Date: Mon, 26 Apr 1999 17:43:15 +0100
Reply-To: Peter Crawford <Peter@CRAWFORDSOFTWARE.DEMON.CO.UK>
Sender: "SAS(r) Discussion" <SAS-L@UGA.CC.UGA.EDU>
From: Peter Crawford <Peter@CRAWFORDSOFTWARE.DEMON.CO.UK>
Subject: Re: How to trick Proc Freq?
I would like you to consider using data steps as acceptable substitute
for proc summary in these and certain other conditions.
738 proc summary data=policy10;
739 class fldr_id;
740 output out=b;
NOTE: The data set WORK.B has 631850 observations and 3 variables.
NOTE: The PROCEDURE SUMMARY used 8 minutes 20.8 seconds.
Correct me if I'm wrong, but I assume you are proposing Alex use this
kind of solution - this proc summary, followed by some processing to
generate the cumulative frequencies...
The summary step taking 8 minutes above was the foreground task on my
win95 machine. There is ample memory, and disk space.
It would be followed by some more processing run time.
You wish to ban my suggestion of a datastep based process, which took
less than one minute to complete the whole task !
I thought you might be wrong, but others may convince me my proc summary
test above was not eight wasted minutes...
david pider <dpider@HOTMAIL.COM> writes
>Alex Martchenko wrote:
>> I have a credit policy SAS data set with almost 100 million
>>observations. It has a numeric variable FLDR_ID that can be any
>>integer number from -500,000 to +500,000. So on the average there are
>>about 100 observations with the same FLDR_ID on the file. The data
>>set is sorted by a different variable (account number) and so it's
>>unsorted by FLDR_ID. I'm trying to create a data set with
>>frequencies, cumulative frequencies, percents and cumulative percents
>>for all values of FLDR_ID. I'm trying to use proc freq like that:
>> proc freq data=folders(keep=fldr_id);
>> tables fldr_id / missing out=fldr_fq;
>>But I have 2 problems: 1) proc freq runs out of memory and abends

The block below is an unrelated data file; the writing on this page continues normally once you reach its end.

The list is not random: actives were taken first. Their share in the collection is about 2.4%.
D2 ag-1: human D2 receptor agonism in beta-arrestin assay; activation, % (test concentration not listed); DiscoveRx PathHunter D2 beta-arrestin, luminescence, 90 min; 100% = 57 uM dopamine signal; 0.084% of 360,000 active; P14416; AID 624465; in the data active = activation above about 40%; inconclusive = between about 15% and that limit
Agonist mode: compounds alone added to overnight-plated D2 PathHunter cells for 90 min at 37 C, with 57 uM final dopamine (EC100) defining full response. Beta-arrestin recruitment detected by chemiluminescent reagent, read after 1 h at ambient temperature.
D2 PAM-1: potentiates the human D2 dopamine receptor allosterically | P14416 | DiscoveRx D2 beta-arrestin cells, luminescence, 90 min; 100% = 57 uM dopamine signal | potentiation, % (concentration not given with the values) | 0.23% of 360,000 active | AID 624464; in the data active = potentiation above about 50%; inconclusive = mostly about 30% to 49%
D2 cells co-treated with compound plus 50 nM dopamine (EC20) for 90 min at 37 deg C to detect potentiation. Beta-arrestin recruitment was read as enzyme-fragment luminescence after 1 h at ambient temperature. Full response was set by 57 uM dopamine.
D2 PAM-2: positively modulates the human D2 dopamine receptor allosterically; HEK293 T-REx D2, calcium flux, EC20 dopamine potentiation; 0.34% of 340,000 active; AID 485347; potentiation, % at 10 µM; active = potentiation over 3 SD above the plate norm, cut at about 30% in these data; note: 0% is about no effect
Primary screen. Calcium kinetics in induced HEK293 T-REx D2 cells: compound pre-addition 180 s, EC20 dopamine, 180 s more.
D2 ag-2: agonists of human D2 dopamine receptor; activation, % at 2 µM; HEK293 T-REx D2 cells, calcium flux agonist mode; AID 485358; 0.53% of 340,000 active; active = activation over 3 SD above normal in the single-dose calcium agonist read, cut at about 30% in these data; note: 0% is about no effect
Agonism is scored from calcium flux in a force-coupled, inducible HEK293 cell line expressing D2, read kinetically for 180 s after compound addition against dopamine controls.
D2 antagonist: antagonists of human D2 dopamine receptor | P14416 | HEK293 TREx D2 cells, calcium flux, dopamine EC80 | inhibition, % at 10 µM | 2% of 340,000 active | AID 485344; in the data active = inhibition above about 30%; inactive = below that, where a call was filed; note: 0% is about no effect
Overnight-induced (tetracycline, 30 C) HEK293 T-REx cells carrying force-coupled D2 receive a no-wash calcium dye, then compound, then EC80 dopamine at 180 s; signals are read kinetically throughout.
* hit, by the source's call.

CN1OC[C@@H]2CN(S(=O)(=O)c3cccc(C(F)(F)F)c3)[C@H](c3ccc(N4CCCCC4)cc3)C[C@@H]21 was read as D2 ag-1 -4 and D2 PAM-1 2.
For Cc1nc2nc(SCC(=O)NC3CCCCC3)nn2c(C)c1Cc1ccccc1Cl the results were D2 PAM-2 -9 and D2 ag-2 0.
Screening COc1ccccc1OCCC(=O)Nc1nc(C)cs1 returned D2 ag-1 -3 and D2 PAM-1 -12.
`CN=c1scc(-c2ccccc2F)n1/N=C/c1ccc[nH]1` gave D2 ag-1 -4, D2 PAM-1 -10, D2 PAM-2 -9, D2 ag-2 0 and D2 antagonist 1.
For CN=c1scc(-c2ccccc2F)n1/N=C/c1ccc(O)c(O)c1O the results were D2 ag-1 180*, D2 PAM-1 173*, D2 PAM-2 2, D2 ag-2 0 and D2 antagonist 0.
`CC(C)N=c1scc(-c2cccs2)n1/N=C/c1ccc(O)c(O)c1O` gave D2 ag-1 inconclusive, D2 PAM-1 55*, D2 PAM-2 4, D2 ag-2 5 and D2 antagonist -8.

>>the job 2) if I run it on a much smaller subset so it runs OK, it
>>doesn't create cumulative variables in the OUT= file. I could live
>>with problem 2 because I can read the output data set with frequency
>>and then calculate cumulatives in a data step.
>> Real pain is problem 1. I run it in batch on OS/390, 6.09E. A job
>>can only use 50M of memory (that's all system people say we can have
>>for a single SAS job). But proc freq wants more, so if I specify
>>MEMSIZE=100M it doesn't matter because after 50M limit is exceeded,
>>the job abends anyway.
>If you read SAS manuals you wouldn't be in trouble. About PROC FREQ,
>the manual says 'the maximum number of levels allowed for any one
>variable is 32,767. If you have a variable with more than 32,767
>levels, use the SUMMARY procedure'.
>>I know I can sort it by FLDR_ID and then use first. and last.
>>variables to do what I need. But in our system sorting 100 million
>>records is a big problem itself. Does anyone have suggestions? I will
>>greatly appreciate any input.
>Here is one: if some of self appointed 'gurus' offer you a 'datastep
>algorithm' claiming it is 'more efficient' that SAS procs do yourself
>a favor and use 'delete' button. Trust my 15 years in SAS, none of
>thses 'solutions' run faster or 'more efficiently' than properly
>applied SAS procs. I've just fired one 'expert' as soon as I saw that
>he tried to get smart and summarized in datastep instead of proc
>summary. If I can't ban them 'gurus' from SAS profession, at least I
>can keep them away from my shop. And it's getting worse. Now this
>'datastep approach' have even sneaked into SUGI. I almost fainted at
>seeing a paper by one of them 'gurus' (who I bet have no idea of real
>world programing) trying to replace proc sort with his 'quick sort'
>monstrosity. I wonder why he didn't call it 'blast sort' or something?
>BTW, try SQL too. Personally, I don't like it (it shouldn't of been in
>SAS in the first place) but at least it's a SAS proc and at least will
>beat any 'datastep algorithm' hands down.
>15 years of SAS experience
>Get Free Email and Do More On The Web. Visit http://www.msn.com
Peter Crawford (_knowledge_ is a poor substitute for *real* experience,
but they make a great team)